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In Season 2, Episode 8, Jaime says that there are only three men in Westeros who stood a chance of beating him in a fair fight. Who is this referring to?

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3 Answers 3

up vote 9 down vote accepted

Since Jaime himself has yet to reveal who those three are, we simply don't know.

In the books Jaime idolized Ser Barristan "The Bold" Selmy (the Lord Commander of the Kingsguard at the beginning of the series) and has always spoke in admiration of his swordsmanship, so it's safe to assume that he's on the list. Other than that it's pure speculation. Among the living the Clegane brothers (Sandor the Hound and Gregor the Mountain) are often described as powerful warriors even by Jaime, so they might be the other two. There are many others, but they are either dead (Ser Arthur "Sword of the Morning" Dayne), not included in the series (Ser Garlan Tyrell), or haven't appeared yet (Oberyn "The Red Viper" Martell).

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I'm pretty sure he wasn't talking about the Clegane brothers. When Tyrion demands a trial by combat, in season four, he asks Jaime, Jaime tells Tyrion that he would if he had his right hand. Meaning that when Jaime said the quote, because he still had his right hand, he was confident that he could best Ser Gregor. We all know that The Mountain is much better than The Hound and so Jamie could probably have bested him too. –  Matthew Stevenson Mar 16 at 4:55

I don't think I can name all three but we all know that one of them is Barristen Selmy. The only thing that puts that to doubt is that at the time, Ser Barristen wasn't actually in Westeros. Despite his wimpyness Loras Tyrell is a marvellous warrior, when Catelyn Stark is trying to find the owner of the dragon bone dagger, Littlefinger says that he lost it in a bet with Tyrion when Loras Tyrell unseated Jaime during the tourney on Joffreys name day, on top of that Jaime also watches Ser Loras unseat the Mountain, so Jaime may have thought him able to best him. Ned Stark wasn't one of them because Jaime says "in Westeros" and at the time Ned Stark was dead. As for the third I can only geuss, the only possibility that comes to mind is Beric Dondarrion, but I can't think of any evidence to support it.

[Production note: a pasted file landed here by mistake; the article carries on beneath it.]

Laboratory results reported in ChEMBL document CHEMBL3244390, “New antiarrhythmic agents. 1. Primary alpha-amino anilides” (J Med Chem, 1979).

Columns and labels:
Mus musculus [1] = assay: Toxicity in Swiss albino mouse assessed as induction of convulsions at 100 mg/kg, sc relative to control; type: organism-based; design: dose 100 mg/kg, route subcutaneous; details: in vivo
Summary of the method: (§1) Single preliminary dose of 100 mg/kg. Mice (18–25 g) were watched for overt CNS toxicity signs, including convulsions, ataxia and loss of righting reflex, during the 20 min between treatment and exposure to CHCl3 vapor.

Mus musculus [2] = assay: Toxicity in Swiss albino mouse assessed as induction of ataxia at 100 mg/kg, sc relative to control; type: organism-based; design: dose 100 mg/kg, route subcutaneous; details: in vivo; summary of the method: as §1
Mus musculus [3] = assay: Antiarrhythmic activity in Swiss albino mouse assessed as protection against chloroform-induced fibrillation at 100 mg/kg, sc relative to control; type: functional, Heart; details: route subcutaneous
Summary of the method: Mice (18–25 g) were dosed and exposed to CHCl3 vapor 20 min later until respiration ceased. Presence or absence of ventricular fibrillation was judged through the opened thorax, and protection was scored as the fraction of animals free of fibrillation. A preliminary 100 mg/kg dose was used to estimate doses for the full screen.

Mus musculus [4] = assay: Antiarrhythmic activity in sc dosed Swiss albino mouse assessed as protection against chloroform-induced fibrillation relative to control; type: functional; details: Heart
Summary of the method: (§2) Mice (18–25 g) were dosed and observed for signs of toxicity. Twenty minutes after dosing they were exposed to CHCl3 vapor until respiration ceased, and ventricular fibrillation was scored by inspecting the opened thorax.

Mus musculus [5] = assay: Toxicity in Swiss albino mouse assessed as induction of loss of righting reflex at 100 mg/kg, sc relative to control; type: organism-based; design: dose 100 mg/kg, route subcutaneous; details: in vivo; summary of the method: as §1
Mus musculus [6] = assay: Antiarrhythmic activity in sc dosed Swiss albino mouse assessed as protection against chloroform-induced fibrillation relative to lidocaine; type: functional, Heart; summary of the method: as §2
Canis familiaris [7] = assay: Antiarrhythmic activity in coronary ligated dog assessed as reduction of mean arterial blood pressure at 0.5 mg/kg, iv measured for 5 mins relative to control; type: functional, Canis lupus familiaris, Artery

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Ned Stark was holding his own against Jaime. That lead a Lannister minion to attack Ned and thus embarrass Jaime because it seemed that he needed help to defeat the older man.

Brienne was actually trying not to hurt Jaime in their fight. Jaime blamed his performance on being rusty and shackled. That is certainly true, but it seems that Jaime brags (used to) a bit much about his swordsmanship.

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+1 for pointing out Brienne, but I don't think they knew each other at the time, so there is no way he could have meant her as one of the three - not to mention she's a woman, and Jamie said "men" not "people". –  druciferre Jun 4 '13 at 22:16
    
Actually if I remember rightly the quote in the original question was spoken to her! –  Liath Aug 7 '13 at 10:42
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@druciferre The answer isn't saying Brienne was one of them, but that Jamie's claims about his own skills might not be entirely true to reality at all and thus there might be very well more than just three men to make a match for him. Still I agree that this doesn't invalidate nor answer the question which three men he meant to be a match for him, no matter if this true or not. –  Napoleon Wilson Jun 14 '14 at 15:30

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